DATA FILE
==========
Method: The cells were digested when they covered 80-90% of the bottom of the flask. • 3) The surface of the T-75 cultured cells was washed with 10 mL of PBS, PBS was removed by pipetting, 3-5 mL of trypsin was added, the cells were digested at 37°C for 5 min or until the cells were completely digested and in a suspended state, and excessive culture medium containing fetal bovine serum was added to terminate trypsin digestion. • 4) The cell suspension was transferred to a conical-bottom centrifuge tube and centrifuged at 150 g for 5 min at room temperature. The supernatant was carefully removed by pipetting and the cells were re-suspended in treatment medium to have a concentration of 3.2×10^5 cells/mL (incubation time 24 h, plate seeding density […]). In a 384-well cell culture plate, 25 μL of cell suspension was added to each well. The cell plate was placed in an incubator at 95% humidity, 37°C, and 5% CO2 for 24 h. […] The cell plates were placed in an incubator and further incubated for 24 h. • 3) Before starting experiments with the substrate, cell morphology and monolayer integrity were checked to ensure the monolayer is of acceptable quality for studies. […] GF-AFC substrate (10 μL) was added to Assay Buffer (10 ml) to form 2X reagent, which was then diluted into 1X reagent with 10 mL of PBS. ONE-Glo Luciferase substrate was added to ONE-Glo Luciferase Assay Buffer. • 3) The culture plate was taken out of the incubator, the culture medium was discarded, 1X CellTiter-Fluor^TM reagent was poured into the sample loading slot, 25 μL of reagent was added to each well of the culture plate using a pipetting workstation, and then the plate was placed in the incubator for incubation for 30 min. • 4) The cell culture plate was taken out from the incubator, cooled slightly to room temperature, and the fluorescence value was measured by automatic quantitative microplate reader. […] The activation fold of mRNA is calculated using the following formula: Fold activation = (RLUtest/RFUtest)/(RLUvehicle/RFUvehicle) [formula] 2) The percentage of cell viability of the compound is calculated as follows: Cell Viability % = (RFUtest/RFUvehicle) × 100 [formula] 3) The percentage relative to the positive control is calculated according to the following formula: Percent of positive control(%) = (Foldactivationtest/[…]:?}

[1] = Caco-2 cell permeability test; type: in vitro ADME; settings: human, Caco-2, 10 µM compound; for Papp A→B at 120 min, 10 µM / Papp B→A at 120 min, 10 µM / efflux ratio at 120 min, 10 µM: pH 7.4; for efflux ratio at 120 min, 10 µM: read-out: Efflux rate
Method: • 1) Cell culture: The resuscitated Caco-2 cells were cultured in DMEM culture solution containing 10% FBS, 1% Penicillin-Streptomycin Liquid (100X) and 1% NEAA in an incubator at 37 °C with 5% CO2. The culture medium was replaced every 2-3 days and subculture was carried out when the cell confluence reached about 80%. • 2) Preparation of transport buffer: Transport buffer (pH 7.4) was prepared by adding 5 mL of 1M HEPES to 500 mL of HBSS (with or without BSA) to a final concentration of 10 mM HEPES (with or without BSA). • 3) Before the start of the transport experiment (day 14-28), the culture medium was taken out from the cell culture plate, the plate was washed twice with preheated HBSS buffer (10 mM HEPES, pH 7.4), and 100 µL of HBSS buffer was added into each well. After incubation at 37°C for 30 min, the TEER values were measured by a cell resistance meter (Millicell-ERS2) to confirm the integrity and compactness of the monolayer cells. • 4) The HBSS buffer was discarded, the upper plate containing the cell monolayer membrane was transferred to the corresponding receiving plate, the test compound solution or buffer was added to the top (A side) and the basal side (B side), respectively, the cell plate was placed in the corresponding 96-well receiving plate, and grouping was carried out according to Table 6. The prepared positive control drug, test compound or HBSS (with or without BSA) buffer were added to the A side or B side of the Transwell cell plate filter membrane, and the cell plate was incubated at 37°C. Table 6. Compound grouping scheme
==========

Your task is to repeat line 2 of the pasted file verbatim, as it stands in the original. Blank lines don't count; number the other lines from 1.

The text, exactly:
[1] = Caco-2 cell permeability test; type: in vitro ADME; settings: human, Caco-2, 10 µM compound; for Papp A→B at 120 min, 10 µM / Papp B→A at 120 min, 10 µM / efflux ratio at 120 min, 10 µM: pH 7.4; for efflux ratio at 120 min, 10 µM: read-out: Efflux rate